Open Access Open Badges Research article

Quality and methods of developing practice guidelines

Hugh Cruse, Magdalena Winiarek, Jan Marshburn, Otavio Clark and Benjamin Djulbegovic*

Author Affiliations

H Lee Moffitt Cancer Center and Research institute, the University of South Florida, Tampa, FL, USA

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BMC Health Services Research 2002, 2:1  doi:10.1186/1472-6963-2-1

Published: 11 January 2002



It is not known whether there are differences in the quality and recommendations between evidence-based (EB) and consensus-based (CB) guidelines. We used breast cancer guidelines as a case study to assess for these differences.


Five different instruments to evaluate the quality of guidelines were identified by a literature search. We also searched MEDLINE and the Internet to locate 8 breast cancer guidelines. These guidelines were classified in three categories: evidence based, consensus based and consensus based with no explicit consideration of evidence (CB-EB). Each guideline was evaluated by three of the authors using each of the instruments. For each guideline we assessed the agreement among 14 decision points which were selected from the NCCN (National Cancer Comprehensive Network) guidelines algorithm. For each decision point we recorded the level of the quality of the information used to support it. A regression analysis was performed to assess if the percentage of high quality evidence used in the guidelines development was related to the overall quality of the guidelines.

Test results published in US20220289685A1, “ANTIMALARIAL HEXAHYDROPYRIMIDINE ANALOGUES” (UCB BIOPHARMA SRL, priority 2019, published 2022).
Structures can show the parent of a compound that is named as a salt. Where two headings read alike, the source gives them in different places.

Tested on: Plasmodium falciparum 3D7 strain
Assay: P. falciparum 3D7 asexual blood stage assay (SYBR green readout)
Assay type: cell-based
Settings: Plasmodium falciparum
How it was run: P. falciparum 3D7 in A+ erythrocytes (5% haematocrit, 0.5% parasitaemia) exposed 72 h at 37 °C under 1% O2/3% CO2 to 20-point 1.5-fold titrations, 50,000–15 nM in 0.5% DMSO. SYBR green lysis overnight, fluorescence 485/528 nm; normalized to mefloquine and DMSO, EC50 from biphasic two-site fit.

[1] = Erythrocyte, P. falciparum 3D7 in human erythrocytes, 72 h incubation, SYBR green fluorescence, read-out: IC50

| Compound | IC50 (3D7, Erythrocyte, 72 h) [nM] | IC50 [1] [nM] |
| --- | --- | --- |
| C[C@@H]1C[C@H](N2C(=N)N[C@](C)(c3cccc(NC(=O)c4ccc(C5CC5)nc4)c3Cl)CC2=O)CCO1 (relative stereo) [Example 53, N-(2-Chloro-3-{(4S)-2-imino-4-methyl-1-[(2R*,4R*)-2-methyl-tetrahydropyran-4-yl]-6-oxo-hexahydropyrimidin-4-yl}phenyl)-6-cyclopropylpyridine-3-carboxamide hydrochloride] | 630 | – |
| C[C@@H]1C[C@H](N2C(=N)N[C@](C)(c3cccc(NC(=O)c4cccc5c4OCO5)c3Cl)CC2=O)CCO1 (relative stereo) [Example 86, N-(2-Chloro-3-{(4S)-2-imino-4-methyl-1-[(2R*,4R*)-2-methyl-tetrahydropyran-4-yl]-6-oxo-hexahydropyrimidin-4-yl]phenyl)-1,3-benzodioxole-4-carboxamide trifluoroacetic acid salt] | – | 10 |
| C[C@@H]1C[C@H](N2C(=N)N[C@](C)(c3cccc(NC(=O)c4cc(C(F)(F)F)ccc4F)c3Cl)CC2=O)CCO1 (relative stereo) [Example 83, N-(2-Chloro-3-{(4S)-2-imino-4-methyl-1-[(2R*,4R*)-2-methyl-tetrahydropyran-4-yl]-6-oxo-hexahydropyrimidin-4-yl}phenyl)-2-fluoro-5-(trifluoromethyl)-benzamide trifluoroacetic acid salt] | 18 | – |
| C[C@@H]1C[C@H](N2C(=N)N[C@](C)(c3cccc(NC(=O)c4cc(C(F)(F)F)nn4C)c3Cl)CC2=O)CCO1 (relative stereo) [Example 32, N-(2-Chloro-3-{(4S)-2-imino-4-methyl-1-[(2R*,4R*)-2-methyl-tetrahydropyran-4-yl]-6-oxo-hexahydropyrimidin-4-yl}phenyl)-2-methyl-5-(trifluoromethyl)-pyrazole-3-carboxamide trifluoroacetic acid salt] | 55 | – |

Three guidelines were classified as EB, three as CB-EB and two as CB. The EB guidelines scored better than CB, with the CB-EB scoring in the middle among all instruments for guidelines quality assessment. No major disagreement in recommendations was detected among the guidelines regardless of the method used for development, but the EB guidelines had a better agreement with the benchmark guideline for any decision point. When the source of evidence used to support decision were of high quality, we found a higher level of full agreement among the guidelines' recommendations. Up to 94% of variation in the quality score among guidelines could be explained by the quality of evidence used for guidelines development.


EB guidelines have a better quality than CB guidelines and CB-EB guidelines. Explicit use of high quality evidence can lead to a better agreement among recommendations. However, no major disagreement among guidelines was noted regardless of the method for their development.